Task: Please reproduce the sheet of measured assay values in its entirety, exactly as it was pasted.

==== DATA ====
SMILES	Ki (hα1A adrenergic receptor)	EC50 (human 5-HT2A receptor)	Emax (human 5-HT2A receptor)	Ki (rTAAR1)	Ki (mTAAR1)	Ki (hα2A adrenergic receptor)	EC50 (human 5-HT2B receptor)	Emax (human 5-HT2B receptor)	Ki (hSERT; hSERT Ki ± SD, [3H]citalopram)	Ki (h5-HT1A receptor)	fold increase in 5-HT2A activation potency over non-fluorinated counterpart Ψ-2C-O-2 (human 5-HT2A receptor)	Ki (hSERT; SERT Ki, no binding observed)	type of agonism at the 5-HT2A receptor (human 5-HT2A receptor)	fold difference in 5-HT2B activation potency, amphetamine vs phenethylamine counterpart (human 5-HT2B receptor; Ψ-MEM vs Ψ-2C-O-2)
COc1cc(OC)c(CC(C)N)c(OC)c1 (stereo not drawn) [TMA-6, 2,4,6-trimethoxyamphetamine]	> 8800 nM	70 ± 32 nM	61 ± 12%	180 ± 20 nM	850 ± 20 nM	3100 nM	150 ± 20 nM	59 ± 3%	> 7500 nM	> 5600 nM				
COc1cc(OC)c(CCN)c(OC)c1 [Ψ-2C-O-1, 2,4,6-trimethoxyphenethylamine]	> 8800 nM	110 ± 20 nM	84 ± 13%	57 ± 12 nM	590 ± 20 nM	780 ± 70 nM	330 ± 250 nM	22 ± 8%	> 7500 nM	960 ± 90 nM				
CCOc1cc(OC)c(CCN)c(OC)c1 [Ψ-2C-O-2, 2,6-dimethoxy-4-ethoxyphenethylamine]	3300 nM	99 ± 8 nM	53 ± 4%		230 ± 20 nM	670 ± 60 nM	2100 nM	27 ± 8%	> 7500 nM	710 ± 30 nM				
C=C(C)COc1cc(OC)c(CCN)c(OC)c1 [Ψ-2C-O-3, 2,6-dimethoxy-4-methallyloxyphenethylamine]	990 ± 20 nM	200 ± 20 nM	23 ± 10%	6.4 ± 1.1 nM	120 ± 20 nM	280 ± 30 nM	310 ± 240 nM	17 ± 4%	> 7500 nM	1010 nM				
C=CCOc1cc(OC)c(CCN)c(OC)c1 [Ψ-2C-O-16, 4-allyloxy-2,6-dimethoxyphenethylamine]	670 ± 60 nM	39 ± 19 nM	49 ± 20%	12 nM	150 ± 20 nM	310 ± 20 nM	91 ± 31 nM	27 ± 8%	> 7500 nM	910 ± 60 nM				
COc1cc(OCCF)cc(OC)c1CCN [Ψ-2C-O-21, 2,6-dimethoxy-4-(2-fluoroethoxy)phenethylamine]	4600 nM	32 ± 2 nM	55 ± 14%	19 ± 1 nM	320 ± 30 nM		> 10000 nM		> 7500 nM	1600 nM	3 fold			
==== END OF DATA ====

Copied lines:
SMILES	Ki (hα1A adrenergic receptor)	EC50 (human 5-HT2A receptor)	Emax (human 5-HT2A receptor)	Ki (rTAAR1)	Ki (mTAAR1)	Ki (hα2A adrenergic receptor)	EC50 (human 5-HT2B receptor)	Emax (human 5-HT2B receptor)	Ki (hSERT; hSERT Ki ± SD, [3H]citalopram)	Ki (h5-HT1A receptor)	fold increase in 5-HT2A activation potency over non-fluorinated counterpart Ψ-2C-O-2 (human 5-HT2A receptor)	Ki (hSERT; SERT Ki, no binding observed)	type of agonism at the 5-HT2A receptor (human 5-HT2A receptor)	fold difference in 5-HT2B activation potency, amphetamine vs phenethylamine counterpart (human 5-HT2B receptor; Ψ-MEM vs Ψ-2C-O-2)
COc1cc(OC)c(CC(C)N)c(OC)c1 (stereo not drawn) [TMA-6, 2,4,6-trimethoxyamphetamine]	> 8800 nM	70 ± 32 nM	61 ± 12%	180 ± 20 nM	850 ± 20 nM	3100 nM	150 ± 20 nM	59 ± 3%	> 7500 nM	> 5600 nM				
COc1cc(OC)c(CCN)c(OC)c1 [Ψ-2C-O-1, 2,4,6-trimethoxyphenethylamine]	> 8800 nM	110 ± 20 nM	84 ± 13%	57 ± 12 nM	590 ± 20 nM	780 ± 70 nM	330 ± 250 nM	22 ± 8%	> 7500 nM	960 ± 90 nM				
CCOc1cc(OC)c(CCN)c(OC)c1 [Ψ-2C-O-2, 2,6-dimethoxy-4-ethoxyphenethylamine]	3300 nM	99 ± 8 nM	53 ± 4%		230 ± 20 nM	670 ± 60 nM	2100 nM	27 ± 8%	> 7500 nM	710 ± 30 nM				
C=C(C)COc1cc(OC)c(CCN)c(OC)c1 [Ψ-2C-O-3, 2,6-dimethoxy-4-methallyloxyphenethylamine]	990 ± 20 nM	200 ± 20 nM	23 ± 10%	6.4 ± 1.1 nM	120 ± 20 nM	280 ± 30 nM	310 ± 240 nM	17 ± 4%	> 7500 nM	1010 nM				
C=CCOc1cc(OC)c(CCN)c(OC)c1 [Ψ-2C-O-16, 4-allyloxy-2,6-dimethoxyphenethylamine]	670 ± 60 nM	39 ± 19 nM	49 ± 20%	12 nM	150 ± 20 nM	310 ± 20 nM	91 ± 31 nM	27 ± 8%	> 7500 nM	910 ± 60 nM				
COc1cc(OCCF)cc(OC)c1CCN [Ψ-2C-O-21, 2,6-dimethoxy-4-(2-fluoroethoxy)phenethylamine]	4600 nM	32 ± 2 nM	55 ± 14%	19 ± 1 nM	320 ± 30 nM		> 10000 nM		> 7500 nM	1600 nM	3 fold			